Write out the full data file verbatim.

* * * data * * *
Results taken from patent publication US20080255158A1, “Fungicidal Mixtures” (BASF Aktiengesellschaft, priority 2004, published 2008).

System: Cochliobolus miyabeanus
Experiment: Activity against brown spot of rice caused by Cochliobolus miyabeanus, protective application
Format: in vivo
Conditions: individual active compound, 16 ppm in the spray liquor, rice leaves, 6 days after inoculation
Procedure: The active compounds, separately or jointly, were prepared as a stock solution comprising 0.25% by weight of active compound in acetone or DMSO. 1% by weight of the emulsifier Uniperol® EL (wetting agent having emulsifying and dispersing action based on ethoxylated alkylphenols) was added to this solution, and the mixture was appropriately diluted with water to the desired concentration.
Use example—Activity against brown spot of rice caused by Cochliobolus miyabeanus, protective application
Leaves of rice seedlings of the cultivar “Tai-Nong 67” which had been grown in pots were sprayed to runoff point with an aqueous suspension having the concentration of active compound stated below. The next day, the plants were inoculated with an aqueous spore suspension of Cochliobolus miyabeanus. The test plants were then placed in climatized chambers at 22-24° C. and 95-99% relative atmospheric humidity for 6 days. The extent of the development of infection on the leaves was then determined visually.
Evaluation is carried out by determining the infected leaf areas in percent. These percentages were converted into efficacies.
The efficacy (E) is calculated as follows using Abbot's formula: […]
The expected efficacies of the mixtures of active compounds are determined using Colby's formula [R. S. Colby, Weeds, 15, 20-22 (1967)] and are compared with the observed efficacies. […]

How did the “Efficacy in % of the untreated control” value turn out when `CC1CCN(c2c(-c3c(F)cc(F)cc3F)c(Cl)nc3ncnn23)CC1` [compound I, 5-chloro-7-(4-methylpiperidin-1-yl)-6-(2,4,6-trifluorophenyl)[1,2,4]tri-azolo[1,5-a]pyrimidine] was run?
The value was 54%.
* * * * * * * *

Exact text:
Results taken from patent publication US20080255158A1, “Fungicidal Mixtures” (BASF Aktiengesellschaft, priority 2004, published 2008).

System: Cochliobolus miyabeanus
Experiment: Activity against brown spot of rice caused by Cochliobolus miyabeanus, protective application
Format: in vivo
Conditions: individual active compound, 16 ppm in the spray liquor, rice leaves, 6 days after inoculation
Procedure: The active compounds, separately or jointly, were prepared as a stock solution comprising 0.25% by weight of active compound in acetone or DMSO. 1% by weight of the emulsifier Uniperol® EL (wetting agent having emulsifying and dispersing action based on ethoxylated alkylphenols) was added to this solution, and the mixture was appropriately diluted with water to the desired concentration.
Use example—Activity against brown spot of rice caused by Cochliobolus miyabeanus, protective application
Leaves of rice seedlings of the cultivar “Tai-Nong 67” which had been grown in pots were sprayed to runoff point with an aqueous suspension having the concentration of active compound stated below. The next day, the plants were inoculated with an aqueous spore suspension of Cochliobolus miyabeanus. The test plants were then placed in climatized chambers at 22-24° C. and 95-99% relative atmospheric humidity for 6 days. The extent of the development of infection on the leaves was then determined visually.
Evaluation is carried out by determining the infected leaf areas in percent. These percentages were converted into efficacies.
The efficacy (E) is calculated as follows using Abbot's formula: […]
The expected efficacies of the mixtures of active compounds are determined using Colby's formula [R. S. Colby, Weeds, 15, 20-22 (1967)] and are compared with the observed efficacies. […]

How did the “Efficacy in % of the untreated control” value turn out when `CC1CCN(c2c(-c3c(F)cc(F)cc3F)c(Cl)nc3ncnn23)CC1` [compound I, 5-chloro-7-(4-methylpiperidin-1-yl)-6-(2,4,6-trifluorophenyl)[1,2,4]tri-azolo[1,5-a]pyrimidine] was run?
The value was 54%.